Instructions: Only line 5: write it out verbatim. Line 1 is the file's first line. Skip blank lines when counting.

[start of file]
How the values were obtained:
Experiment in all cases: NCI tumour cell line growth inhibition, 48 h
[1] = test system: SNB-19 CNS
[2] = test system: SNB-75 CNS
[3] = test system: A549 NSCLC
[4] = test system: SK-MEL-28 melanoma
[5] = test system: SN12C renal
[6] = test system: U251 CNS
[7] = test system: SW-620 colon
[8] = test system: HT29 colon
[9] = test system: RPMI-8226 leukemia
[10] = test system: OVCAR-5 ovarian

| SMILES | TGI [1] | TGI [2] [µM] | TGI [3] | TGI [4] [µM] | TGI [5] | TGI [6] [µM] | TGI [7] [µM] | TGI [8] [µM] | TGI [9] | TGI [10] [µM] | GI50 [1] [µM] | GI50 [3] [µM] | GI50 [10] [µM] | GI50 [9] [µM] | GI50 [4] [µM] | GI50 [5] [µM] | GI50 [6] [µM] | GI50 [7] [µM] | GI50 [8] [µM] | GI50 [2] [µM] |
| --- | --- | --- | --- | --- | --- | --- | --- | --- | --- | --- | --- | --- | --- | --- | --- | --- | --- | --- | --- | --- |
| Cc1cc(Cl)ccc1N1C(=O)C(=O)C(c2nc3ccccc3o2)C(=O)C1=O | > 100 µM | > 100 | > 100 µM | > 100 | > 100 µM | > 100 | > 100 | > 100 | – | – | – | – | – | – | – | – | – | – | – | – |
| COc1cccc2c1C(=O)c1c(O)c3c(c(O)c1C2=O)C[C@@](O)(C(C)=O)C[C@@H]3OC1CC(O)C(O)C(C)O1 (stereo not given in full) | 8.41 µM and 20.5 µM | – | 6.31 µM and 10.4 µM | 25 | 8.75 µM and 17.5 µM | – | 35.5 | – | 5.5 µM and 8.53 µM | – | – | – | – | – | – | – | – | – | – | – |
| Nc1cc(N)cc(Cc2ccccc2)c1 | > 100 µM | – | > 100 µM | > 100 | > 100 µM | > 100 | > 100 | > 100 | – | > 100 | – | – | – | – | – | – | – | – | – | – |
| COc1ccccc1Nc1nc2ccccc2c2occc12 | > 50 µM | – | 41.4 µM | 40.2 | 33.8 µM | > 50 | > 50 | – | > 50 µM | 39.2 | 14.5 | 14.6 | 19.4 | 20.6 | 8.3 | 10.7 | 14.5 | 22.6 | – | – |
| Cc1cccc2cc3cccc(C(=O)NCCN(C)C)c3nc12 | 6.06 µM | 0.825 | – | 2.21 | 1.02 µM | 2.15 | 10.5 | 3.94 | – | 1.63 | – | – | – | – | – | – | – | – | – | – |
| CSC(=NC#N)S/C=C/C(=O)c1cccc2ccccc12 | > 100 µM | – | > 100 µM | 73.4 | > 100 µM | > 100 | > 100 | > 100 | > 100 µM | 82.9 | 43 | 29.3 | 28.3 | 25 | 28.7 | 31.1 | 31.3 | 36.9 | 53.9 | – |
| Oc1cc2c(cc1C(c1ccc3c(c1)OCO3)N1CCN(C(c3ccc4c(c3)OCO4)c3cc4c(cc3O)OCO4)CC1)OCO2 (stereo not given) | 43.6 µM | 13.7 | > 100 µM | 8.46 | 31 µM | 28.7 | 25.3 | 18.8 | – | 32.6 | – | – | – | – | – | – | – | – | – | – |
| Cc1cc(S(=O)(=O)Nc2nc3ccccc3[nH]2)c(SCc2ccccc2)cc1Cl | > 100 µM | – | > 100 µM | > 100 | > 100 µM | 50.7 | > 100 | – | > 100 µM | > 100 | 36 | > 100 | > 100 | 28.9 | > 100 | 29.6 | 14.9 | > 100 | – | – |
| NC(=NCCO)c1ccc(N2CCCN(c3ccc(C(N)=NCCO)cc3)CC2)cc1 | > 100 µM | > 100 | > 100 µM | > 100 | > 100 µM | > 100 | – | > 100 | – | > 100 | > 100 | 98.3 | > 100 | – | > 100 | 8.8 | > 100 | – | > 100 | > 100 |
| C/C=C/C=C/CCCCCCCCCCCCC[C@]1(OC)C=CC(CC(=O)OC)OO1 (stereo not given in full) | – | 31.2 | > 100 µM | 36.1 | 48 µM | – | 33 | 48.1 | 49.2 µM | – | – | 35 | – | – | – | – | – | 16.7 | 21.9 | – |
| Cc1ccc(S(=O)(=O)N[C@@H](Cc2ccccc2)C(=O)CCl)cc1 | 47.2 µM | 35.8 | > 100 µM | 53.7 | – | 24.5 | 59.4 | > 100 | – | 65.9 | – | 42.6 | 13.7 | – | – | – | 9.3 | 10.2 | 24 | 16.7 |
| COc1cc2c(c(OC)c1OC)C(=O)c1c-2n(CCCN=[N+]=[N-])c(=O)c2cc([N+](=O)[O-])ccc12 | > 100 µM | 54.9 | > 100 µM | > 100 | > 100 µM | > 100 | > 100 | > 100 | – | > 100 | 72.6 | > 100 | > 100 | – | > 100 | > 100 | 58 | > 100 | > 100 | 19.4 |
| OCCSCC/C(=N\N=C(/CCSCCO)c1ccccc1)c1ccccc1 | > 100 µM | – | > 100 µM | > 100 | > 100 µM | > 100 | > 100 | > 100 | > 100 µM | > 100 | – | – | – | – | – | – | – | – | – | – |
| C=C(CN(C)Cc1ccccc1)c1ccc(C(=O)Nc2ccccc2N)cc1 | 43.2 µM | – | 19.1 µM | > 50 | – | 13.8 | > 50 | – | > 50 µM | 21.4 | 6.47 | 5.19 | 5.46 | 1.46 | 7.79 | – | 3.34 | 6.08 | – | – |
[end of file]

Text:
[3] = test system: A549 NSCLC